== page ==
A recent decision by a federal District Court panel about Arizona's legislative redistricting map deserves more attention than it received.

Not because of the result upholding the map, which was unsurprising. But because two of the three judges concluded that the map was manipulated for partisan advantage and one found that the map was, indeed, unconstitutional.

The U.S. Supreme Court has determined that the 14th Amendment requires that state legislative districts be of equal population. In one of those judge-made rules, invented out of thin air, the court has decided that a population deviation of more than 10 percent is presumptively unconstitutional, while one of less than 10 percent is presumptively constitutional.

The Arizona Independent Redistricting Commission pushed that threshold, adopting a map with a deviation of 8.8 percent. The commission claimed that was necessary to create enough districts in which minorities would call the shots to be precleared by the federal Justice Department, which was required at the time.

There is, however, a peculiar pattern to the deviations, as noted by Judge Neil Wake in dissent. There were 18 of 30 districts in which the deviation exceeded 2 percent. Republicans had the registration advantage in every district in which the population exceeded the mean. Democrats had the advantage in every district in which the population fell below the mean. Stuffing more Republicans into fewer districts advantages Democrats.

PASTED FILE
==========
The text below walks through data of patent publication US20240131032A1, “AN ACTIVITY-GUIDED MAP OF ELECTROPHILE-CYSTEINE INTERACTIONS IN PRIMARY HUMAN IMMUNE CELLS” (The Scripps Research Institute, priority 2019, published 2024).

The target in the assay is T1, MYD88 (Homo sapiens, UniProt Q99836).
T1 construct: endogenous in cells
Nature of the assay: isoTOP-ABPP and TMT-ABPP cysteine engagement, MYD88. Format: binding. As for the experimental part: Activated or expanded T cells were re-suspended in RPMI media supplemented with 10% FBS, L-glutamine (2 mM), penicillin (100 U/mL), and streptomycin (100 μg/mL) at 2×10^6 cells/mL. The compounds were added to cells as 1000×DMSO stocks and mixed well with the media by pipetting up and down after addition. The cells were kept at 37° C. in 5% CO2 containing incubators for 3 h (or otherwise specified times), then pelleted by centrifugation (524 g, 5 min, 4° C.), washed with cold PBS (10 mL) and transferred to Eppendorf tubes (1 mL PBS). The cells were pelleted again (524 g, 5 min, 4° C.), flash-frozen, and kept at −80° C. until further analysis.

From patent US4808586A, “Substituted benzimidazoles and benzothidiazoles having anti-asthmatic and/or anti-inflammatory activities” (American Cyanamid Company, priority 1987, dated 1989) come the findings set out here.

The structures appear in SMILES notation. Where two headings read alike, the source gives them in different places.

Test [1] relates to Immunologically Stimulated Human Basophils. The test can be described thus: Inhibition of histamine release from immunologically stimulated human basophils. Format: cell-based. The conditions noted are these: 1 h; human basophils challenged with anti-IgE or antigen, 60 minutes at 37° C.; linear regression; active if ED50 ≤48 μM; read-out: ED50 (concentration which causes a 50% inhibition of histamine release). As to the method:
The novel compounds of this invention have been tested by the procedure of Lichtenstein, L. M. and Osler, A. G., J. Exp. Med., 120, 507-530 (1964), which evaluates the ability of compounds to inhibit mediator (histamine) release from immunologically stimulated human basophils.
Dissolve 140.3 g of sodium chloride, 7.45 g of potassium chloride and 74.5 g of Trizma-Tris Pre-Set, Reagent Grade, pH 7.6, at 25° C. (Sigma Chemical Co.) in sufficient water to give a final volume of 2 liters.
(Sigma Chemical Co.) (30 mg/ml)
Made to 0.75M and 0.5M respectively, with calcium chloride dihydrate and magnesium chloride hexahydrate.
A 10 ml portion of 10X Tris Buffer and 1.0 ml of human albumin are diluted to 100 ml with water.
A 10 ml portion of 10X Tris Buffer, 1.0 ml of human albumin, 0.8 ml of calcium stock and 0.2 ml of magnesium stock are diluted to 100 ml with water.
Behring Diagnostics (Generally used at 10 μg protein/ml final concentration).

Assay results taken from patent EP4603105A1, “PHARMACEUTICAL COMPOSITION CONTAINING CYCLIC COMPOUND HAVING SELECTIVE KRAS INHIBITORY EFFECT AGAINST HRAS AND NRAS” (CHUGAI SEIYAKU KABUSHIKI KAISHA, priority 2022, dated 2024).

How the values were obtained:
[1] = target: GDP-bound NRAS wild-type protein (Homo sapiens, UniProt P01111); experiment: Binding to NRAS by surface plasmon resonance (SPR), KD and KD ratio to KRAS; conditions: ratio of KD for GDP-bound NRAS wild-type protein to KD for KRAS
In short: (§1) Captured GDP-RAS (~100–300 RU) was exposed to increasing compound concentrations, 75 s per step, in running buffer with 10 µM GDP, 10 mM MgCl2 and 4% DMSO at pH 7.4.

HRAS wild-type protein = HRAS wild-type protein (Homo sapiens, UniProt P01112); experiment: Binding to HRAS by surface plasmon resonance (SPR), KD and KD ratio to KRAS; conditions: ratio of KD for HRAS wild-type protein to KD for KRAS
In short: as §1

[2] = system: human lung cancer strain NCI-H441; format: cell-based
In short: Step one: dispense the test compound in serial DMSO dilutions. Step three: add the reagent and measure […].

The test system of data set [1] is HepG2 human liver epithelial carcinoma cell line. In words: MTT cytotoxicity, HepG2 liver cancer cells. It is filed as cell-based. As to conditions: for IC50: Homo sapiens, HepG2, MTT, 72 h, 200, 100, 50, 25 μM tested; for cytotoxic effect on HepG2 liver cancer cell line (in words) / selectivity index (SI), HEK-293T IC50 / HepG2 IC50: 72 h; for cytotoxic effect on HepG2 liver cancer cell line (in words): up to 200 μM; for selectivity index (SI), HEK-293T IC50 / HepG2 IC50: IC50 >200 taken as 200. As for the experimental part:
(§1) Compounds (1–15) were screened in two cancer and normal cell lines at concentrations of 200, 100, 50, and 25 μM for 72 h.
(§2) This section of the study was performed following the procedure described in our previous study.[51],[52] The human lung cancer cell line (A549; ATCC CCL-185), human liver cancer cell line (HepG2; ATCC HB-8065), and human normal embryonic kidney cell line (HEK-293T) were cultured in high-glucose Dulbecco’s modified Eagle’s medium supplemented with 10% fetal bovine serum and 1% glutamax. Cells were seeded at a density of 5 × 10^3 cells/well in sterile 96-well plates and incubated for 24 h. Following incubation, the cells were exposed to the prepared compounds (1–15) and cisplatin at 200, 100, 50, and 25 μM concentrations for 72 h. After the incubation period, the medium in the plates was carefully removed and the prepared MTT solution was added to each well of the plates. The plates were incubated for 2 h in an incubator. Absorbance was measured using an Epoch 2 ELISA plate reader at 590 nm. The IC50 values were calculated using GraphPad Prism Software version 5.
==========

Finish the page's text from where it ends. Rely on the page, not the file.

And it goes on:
Republicans sued, claiming that the population deviations were motivated by politics, not Voting Rights Act compliance, and thus not constitutionally justified.

The impartiality of the commission has been in doubt from the beginning. The nominally independent chairwoman, Colleen Mathis, coordinated with commission Democrats in a couple of troubling decisions.

This commission decided, as did the previous one, to have both a Democratic and a Republican legal counsel. Mathis and the two Democrats then selected a Republican lawyer opposed by the two Republicans on the commission – which defeats the purpose of having bipartisan counsel.

Read more by Robert Robb on azcentral.com

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so, what now?

Well, nothing since the third judge said, in Hillary Clinton style, "What difference does it make?"  And then voted to leave the gerrymandered districts in place.  The odd one is the second judge who agreed it was partisan and wrong and then voted with judge #3!  One sane judge out of three.  Hard to beat that.  But such is the way with leftist judges who control the "judicial" system!

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